One benefit of the recession is that common sense is back in style.
People are responding to this recession by putting their finances in order. And, they are breaking away from the bad habits that helped get us all into this mess. It’s unfortunate that it took such dire financial circumstances to make this happen. But, I welcome this as an incredibly positive change.
Now, we can only hope our Government wakes up. They seem to be the last ones to catch on to these changes. Common sense and money management have never been the Government’s strong-points.
Americans are Saving Again
The negative savings rate of -1% is gone. Americans are now saving around 4% and this could go even higher. Spending ourselves into financial ruin had become the national past time, with the Government as our cheerleader. This was a bad idea, who’s time had run out. Hopefully, we will remember these bad times long enough to change our savings habits permanently.
The reason saving is so important, is because we need this capital to finance our futures. Our savings not only represent our potential retirement, but our ability to purchase homes, start businesses and invest in education. Our choices are limited by our finances. The more we save, the more choices we create for ourselves.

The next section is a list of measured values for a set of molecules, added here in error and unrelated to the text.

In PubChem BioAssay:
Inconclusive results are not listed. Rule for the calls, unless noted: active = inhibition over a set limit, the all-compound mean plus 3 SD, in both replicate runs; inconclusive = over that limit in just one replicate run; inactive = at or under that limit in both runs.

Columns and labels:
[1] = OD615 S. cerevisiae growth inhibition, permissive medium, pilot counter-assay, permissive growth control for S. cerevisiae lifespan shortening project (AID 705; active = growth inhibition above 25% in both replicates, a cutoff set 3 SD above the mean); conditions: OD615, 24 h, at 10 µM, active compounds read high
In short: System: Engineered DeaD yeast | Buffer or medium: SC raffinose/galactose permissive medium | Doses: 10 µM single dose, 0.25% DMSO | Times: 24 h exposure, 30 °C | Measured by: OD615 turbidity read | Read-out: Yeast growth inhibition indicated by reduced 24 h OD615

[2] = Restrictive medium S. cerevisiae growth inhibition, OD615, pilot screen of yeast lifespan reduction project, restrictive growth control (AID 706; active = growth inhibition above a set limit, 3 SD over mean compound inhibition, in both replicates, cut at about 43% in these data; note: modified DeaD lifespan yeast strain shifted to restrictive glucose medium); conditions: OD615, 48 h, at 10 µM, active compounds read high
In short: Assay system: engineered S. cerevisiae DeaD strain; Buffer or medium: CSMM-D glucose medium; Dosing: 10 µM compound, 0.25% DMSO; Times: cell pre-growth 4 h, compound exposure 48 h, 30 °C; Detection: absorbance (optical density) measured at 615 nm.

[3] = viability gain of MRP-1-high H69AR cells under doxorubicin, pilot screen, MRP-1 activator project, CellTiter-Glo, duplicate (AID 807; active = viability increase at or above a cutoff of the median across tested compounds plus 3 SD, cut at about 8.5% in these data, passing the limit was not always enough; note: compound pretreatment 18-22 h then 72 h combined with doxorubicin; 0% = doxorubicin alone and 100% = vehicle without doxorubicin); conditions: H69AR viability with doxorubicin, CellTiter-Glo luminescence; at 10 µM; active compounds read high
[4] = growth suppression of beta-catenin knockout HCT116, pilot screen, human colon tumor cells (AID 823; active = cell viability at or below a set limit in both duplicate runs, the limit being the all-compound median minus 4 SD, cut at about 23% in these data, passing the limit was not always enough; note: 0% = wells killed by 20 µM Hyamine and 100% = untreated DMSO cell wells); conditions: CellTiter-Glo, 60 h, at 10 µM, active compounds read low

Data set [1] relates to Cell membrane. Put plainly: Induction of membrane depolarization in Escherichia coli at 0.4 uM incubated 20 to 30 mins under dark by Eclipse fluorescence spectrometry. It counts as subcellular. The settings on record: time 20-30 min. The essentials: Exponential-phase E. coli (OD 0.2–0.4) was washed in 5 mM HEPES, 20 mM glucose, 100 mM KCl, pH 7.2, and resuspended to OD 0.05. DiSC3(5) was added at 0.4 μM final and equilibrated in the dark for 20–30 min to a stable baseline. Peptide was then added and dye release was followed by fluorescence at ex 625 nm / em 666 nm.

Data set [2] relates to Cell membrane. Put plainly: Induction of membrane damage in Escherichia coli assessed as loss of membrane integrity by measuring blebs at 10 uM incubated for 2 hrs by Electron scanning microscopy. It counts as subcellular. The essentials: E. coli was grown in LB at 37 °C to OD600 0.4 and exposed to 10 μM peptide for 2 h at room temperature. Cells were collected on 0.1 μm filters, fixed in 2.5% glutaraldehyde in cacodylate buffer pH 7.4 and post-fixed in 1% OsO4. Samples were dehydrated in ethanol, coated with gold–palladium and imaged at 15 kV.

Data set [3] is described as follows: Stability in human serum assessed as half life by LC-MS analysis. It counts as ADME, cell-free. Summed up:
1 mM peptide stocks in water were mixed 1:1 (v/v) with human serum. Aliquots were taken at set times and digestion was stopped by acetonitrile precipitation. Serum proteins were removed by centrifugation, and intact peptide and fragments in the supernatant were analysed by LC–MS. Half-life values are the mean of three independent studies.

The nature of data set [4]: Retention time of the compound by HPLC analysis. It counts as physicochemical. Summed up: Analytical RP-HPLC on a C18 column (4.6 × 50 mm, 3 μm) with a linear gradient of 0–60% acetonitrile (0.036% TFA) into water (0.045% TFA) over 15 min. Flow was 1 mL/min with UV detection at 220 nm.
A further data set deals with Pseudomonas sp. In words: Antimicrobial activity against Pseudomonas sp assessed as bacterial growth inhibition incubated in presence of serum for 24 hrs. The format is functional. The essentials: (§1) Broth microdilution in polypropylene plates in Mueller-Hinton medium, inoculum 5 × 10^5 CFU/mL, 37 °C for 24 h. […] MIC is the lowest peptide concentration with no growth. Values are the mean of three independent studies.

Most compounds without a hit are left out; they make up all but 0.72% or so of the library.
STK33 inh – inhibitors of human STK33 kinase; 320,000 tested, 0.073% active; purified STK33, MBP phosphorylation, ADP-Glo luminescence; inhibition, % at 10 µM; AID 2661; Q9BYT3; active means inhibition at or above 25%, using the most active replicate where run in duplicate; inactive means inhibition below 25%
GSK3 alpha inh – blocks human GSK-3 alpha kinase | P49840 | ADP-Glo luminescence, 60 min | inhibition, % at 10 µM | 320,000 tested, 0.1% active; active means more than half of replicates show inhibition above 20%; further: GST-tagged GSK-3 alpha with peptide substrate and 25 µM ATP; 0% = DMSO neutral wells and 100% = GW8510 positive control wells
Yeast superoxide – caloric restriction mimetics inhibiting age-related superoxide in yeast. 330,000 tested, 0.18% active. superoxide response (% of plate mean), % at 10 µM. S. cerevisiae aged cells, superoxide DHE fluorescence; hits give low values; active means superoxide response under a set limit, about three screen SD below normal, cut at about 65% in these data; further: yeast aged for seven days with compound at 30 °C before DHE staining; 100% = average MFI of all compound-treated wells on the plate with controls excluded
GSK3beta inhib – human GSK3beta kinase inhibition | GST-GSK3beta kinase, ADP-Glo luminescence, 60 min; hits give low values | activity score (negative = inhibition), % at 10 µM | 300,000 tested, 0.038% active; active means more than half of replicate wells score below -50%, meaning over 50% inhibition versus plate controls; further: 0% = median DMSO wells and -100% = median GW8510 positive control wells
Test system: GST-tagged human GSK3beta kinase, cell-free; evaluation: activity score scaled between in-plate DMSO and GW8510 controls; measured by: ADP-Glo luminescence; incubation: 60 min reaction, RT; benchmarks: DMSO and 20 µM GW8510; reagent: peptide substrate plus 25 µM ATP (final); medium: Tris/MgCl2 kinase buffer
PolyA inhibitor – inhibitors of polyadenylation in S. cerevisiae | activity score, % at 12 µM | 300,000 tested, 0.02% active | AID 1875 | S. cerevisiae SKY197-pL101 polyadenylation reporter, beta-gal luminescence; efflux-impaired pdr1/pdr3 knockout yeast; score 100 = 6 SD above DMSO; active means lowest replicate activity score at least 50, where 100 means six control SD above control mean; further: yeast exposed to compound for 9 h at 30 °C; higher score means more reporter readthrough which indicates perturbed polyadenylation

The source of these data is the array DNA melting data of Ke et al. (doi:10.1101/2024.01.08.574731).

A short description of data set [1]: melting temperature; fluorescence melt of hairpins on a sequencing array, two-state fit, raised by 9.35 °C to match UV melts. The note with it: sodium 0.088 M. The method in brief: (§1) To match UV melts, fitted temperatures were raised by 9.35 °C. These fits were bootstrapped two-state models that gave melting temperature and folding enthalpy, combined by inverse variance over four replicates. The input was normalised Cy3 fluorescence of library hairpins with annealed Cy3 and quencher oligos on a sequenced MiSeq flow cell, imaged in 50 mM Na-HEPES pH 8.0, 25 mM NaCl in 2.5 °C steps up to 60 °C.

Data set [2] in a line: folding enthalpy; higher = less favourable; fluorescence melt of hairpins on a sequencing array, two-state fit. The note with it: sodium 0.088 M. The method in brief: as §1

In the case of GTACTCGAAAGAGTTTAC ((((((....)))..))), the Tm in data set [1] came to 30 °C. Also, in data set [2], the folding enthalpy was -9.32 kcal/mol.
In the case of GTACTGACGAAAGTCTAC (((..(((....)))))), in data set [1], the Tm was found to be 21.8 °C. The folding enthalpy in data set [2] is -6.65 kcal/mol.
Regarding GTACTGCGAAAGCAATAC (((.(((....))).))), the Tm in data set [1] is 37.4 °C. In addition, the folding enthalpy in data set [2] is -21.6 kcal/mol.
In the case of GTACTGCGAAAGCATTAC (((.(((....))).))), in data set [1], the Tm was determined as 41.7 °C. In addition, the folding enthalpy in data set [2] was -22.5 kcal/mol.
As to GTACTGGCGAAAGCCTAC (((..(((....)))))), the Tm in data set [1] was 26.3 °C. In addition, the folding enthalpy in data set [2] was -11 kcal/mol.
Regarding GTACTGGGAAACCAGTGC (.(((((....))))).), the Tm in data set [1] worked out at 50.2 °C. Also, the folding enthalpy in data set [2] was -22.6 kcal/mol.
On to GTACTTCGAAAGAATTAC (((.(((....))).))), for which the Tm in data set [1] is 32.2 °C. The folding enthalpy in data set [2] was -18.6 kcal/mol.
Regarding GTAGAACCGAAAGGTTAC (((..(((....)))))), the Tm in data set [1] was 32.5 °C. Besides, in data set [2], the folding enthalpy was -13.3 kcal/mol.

We’re Reducing Debt
According to the Federal Reserve, household debt may have dropped for the first time since they started keeping records in 1952. Consumer credit decreased 3.75% for November of 2008. This is an amazing transformation. This, above all else, gives me hope. This addiction to debt may finally be coming to an end. It was like a plague or an epidemic that ravaged our economy.
The reason reducing debt is so important is because debt limits our future ability to spend and save. By saying Yes to debt, we are saying No to the future earnings used to service that debt. We are saying No to future investments and opportunities. And, we are saying No to a secure and comfortable future. Debt increases our risk.
Extravagance is Out
Forget keeping up with the Jones. Americans were trying to keep up with the Hiltons and the Kardashians. We bought designer clothes and luxury vehicles, even if we couldn’t afford them. And, we took exotic vacations and dined in style. We bought big houses and filled them with expensive furnishings. Sure, it was fun and it helped to drive the economy. But, it also ruined a lot of lives.
I say, good riddance to this era of opulence. It was bad for America. It was bad for our image. It was bad for our psyche. It was bad for our wallets. And, it was bad for our future.
The Bottom Line
The bottom line is that it’s normal to want a better life, including some things we can’t afford. It’s called “The American Dream”. It has been around for a long time and the concept is spreading world wide.
The nightmare starts when we buy things we know we can’t afford. We don’t deserve a new flat screen if we can barely pay our mortgage. And, we don’t need a vacation, if we have to finance it with a credit card. What we really need is to get ahead financially. Then, we will be living the dream, instead of the nightmare.
“It’s not your salary that makes you rich, it’s your spending habits.”
Charles A. Jaffe